In a major election year move that will allow President Obama to save face with the pro-migrant wing of the Latino vote (and other communities largely impacted by immigration), the Department of Homeland Security announced that it will stop deporting young folks who are DREAM Act eligible.
The move affects as many as 800,000 people who were brought to the United States as children and have remained here for their education.
According to the Associated Press:
“Under the administration plan, illegal immigrants will be immune from deportation if they were brought to the United States before they turned 16 and are younger than 30, have been in the country for at least five continuous years, have no criminal history, graduated from a U.S. high school or earned a GED, or served in the military. They also can apply for a work permit that will be good for two years with no limits on how many times it can be renewed. The officials who described the plan spoke on the condition of anonymity to discuss it in advance of the official announcement.
The policy will not lead toward citizenship but will remove the threat of deportation and grant the ability to work legally, leaving eligible immigrants able to remain in the United States for extended periods.”
This policy change comes during a week in which DREAMers have been staging sit-ins in Obama campaign offices asking for an executive order. TIME magazine chose to feature a cohort of undocumented Americans on its cover.
While Latino voters tend to favor President Obama over Mitt Romney, they have not been pleased with how the administration has handled the deportation issue. Earlier this year, a Pew Hispanic Center survey revealed that by more than a two to one ratio, Latinos disapproved of how the administration handled deportations. The Obama administration has set records for deportations; in one term, the Department of Homeland Security has deported more people than in the entire George W. Bush administration.
Because of the President’s harsh record of immigration enforcement, DREAMers are somewhat skeptical of today’s announcement. In a statement, the National Immigrant Youth Alliance said: “By regulation, it will take 60 days for this action [DHS policy change] to go into effect. If it does not go into effect fully after 60 days and provide sufficient protection for undocumented youth, we will resume occupying the offices. We will also have zero tolerance for undocumented youth who enter deportation proceedings in the interim.”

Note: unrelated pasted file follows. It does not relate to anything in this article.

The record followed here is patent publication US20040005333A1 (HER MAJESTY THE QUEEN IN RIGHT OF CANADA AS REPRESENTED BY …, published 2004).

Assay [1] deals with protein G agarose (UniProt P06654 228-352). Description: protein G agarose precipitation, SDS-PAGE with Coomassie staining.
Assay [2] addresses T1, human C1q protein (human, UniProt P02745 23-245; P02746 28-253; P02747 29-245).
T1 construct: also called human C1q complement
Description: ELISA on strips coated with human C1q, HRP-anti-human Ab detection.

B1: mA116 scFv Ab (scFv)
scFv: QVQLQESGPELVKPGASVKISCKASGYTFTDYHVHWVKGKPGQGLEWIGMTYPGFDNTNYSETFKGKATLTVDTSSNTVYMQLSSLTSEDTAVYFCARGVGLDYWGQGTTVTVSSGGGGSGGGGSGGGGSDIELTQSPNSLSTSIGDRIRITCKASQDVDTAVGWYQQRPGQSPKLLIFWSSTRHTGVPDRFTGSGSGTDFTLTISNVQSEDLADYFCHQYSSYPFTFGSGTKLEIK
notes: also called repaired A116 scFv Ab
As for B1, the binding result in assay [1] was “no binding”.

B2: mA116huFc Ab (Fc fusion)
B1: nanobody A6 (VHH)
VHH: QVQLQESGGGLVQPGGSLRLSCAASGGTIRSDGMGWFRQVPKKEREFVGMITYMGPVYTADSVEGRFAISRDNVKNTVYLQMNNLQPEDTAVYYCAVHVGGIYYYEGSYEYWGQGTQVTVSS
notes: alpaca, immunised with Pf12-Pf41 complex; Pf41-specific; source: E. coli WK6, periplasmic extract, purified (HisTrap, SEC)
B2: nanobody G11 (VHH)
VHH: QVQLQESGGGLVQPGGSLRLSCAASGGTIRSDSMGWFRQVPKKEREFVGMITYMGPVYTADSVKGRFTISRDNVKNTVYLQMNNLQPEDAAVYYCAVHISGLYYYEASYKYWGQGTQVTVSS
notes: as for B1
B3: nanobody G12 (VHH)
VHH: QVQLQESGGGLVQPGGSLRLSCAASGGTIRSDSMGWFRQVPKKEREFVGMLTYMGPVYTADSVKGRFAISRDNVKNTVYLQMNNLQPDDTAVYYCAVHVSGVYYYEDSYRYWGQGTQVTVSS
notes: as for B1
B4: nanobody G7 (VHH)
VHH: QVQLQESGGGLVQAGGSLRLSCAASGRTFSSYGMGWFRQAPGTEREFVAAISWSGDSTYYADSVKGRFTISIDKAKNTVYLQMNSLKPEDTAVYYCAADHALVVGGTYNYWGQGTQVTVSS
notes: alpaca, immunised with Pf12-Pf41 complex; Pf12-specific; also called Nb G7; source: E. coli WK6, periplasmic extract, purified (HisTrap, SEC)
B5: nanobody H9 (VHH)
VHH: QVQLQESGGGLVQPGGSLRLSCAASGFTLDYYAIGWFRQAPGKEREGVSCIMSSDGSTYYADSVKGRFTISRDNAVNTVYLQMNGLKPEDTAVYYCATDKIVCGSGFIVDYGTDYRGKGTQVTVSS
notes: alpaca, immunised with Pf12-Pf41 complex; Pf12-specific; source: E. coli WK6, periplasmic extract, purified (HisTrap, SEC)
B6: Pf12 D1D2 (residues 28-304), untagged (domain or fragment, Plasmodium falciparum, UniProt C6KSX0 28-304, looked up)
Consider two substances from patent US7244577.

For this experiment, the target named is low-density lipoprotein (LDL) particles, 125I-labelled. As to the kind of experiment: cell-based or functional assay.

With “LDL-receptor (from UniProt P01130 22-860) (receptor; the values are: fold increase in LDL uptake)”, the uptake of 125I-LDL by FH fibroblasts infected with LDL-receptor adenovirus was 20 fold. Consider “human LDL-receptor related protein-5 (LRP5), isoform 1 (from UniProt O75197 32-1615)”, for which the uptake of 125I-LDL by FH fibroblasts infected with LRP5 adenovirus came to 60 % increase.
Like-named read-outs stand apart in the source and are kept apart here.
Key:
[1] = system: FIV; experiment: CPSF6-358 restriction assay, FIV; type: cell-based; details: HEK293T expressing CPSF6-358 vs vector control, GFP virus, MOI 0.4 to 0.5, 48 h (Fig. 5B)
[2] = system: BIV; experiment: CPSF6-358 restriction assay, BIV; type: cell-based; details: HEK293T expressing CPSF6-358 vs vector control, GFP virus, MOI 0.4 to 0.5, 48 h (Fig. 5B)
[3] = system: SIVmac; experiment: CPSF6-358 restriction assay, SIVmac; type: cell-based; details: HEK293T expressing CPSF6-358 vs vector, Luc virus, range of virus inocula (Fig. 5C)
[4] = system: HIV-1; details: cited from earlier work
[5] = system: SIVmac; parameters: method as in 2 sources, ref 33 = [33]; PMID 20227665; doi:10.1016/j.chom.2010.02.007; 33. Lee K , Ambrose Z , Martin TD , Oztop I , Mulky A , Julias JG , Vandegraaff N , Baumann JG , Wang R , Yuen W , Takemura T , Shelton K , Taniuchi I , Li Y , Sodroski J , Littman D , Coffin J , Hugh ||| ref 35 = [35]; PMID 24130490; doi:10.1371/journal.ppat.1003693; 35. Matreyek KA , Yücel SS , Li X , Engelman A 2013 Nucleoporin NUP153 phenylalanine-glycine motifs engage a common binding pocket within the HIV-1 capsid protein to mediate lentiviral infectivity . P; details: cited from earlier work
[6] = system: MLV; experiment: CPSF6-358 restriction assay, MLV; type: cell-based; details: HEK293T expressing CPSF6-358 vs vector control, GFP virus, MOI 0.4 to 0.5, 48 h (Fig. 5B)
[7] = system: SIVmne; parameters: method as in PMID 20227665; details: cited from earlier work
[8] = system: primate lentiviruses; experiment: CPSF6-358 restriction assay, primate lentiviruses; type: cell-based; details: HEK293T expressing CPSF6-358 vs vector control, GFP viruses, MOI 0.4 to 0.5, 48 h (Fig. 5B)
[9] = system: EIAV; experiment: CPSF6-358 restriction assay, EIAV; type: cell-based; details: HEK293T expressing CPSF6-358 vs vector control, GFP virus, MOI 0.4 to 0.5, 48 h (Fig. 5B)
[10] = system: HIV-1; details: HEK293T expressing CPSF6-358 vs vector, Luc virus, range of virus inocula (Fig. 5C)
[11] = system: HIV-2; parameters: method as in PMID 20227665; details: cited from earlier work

This skepticism largely comes from the failures of implementing the Morton memo, which was supposed to grant Immigration and Customs Enforcement with the ability to use prosecutorial discretion in cases where the undocumented posed no threat. But DREAM eligible youth continued to be deported. Now the Department of Homeland Security has a chance to make good on this new policy change.
It will be interesting to see if Mitt Romney criticizes the President for making this policy change. Criticism from the “tough on immigration crowd” may not pick up as much traction since this policy change was announced on a Friday. But Romney’s continued march to the right on immigration during the primary season where he called Arizona’s SB 1070 a model for the nation and called for self-deportation will make it hard for his campaign not to say anything.